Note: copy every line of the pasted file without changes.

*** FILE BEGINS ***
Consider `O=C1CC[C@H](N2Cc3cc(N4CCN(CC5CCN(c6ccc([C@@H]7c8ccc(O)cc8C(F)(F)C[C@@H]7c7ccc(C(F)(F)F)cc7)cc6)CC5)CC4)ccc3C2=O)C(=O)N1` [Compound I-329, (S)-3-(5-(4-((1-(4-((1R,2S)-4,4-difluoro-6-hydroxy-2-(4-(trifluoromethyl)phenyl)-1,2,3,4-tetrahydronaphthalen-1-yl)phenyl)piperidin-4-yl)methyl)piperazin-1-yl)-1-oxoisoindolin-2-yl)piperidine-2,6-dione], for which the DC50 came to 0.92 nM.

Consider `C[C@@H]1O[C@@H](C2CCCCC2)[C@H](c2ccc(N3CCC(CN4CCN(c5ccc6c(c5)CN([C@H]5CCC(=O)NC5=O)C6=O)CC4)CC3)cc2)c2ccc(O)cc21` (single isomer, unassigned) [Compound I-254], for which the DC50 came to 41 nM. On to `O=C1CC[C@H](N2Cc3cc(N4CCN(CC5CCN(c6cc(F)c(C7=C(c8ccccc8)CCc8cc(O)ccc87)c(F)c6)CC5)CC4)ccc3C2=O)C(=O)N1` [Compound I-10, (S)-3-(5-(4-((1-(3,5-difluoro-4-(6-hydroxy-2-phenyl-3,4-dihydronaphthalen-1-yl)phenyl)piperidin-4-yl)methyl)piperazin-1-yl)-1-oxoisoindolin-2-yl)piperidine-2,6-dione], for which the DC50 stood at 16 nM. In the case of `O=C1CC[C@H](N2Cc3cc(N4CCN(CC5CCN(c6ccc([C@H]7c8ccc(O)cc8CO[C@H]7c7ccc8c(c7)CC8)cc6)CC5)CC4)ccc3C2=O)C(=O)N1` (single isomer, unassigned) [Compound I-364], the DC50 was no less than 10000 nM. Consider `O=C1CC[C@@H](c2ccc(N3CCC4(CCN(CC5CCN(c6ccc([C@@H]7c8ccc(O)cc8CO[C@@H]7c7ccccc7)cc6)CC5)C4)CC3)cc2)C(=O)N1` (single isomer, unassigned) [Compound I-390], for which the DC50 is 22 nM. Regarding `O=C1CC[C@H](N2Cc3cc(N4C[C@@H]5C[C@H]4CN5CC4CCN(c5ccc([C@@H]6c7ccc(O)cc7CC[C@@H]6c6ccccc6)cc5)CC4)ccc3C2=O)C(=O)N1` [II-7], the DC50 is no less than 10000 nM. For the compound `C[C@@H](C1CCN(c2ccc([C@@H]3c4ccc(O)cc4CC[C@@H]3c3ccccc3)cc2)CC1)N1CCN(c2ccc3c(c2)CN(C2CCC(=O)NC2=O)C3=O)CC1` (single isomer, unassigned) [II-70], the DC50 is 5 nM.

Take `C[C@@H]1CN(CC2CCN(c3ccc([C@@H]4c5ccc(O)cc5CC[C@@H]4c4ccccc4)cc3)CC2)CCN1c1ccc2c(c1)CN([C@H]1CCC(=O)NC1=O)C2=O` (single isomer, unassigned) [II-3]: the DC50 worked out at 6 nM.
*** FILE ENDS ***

Consider `O=C1CC[C@H](N2Cc3cc(N4CCN(CC5CCN(c6ccc([C@@H]7c8ccc(O)cc8C(F)(F)C[C@@H]7c7ccc(C(F)(F)F)cc7)cc6)CC5)CC4)ccc3C2=O)C(=O)N1` [Compound I-329, (S)-3-(5-(4-((1-(4-((1R,2S)-4,4-difluoro-6-hydroxy-2-(4-(trifluoromethyl)phenyl)-1,2,3,4-tetrahydronaphthalen-1-yl)phenyl)piperidin-4-yl)methyl)piperazin-1-yl)-1-oxoisoindolin-2-yl)piperidine-2,6-dione], for which the DC50 came to 0.92 nM.

Consider `C[C@@H]1O[C@@H](C2CCCCC2)[C@H](c2ccc(N3CCC(CN4CCN(c5ccc6c(c5)CN([C@H]5CCC(=O)NC5=O)C6=O)CC4)CC3)cc2)c2ccc(O)cc21` (single isomer, unassigned) [Compound I-254], for which the DC50 came to 41 nM. On to `O=C1CC[C@H](N2Cc3cc(N4CCN(CC5CCN(c6cc(F)c(C7=C(c8ccccc8)CCc8cc(O)ccc87)c(F)c6)CC5)CC4)ccc3C2=O)C(=O)N1` [Compound I-10, (S)-3-(5-(4-((1-(3,5-difluoro-4-(6-hydroxy-2-phenyl-3,4-dihydronaphthalen-1-yl)phenyl)piperidin-4-yl)methyl)piperazin-1-yl)-1-oxoisoindolin-2-yl)piperidine-2,6-dione], for which the DC50 stood at 16 nM. In the case of `O=C1CC[C@H](N2Cc3cc(N4CCN(CC5CCN(c6ccc([C@H]7c8ccc(O)cc8CO[C@H]7c7ccc8c(c7)CC8)cc6)CC5)CC4)ccc3C2=O)C(=O)N1` (single isomer, unassigned) [Compound I-364], the DC50 was no less than 10000 nM. Consider `O=C1CC[C@@H](c2ccc(N3CCC4(CCN(CC5CCN(c6ccc([C@@H]7c8ccc(O)cc8CO[C@@H]7c7ccccc7)cc6)CC5)C4)CC3)cc2)C(=O)N1` (single isomer, unassigned) [Compound I-390], for which the DC50 is 22 nM. Regarding `O=C1CC[C@H](N2Cc3cc(N4C[C@@H]5C[C@H]4CN5CC4CCN(c5ccc([C@@H]6c7ccc(O)cc7CC[C@@H]6c6ccccc6)cc5)CC4)ccc3C2=O)C(=O)N1` [II-7], the DC50 is no less than 10000 nM. For the compound `C[C@@H](C1CCN(c2ccc([C@@H]3c4ccc(O)cc4CC[C@@H]3c3ccccc3)cc2)CC1)N1CCN(c2ccc3c(c2)CN(C2CCC(=O)NC2=O)C3=O)CC1` (single isomer, unassigned) [II-70], the DC50 is 5 nM.

Take `C[C@@H]1CN(CC2CCN(c3ccc([C@@H]4c5ccc(O)cc5CC[C@@H]4c4ccccc4)cc3)CC2)CCN1c1ccc2c(c1)CN([C@H]1CCC(=O)NC1=O)C2=O` (single isomer, unassigned) [II-3]: the DC50 worked out at 6 nM.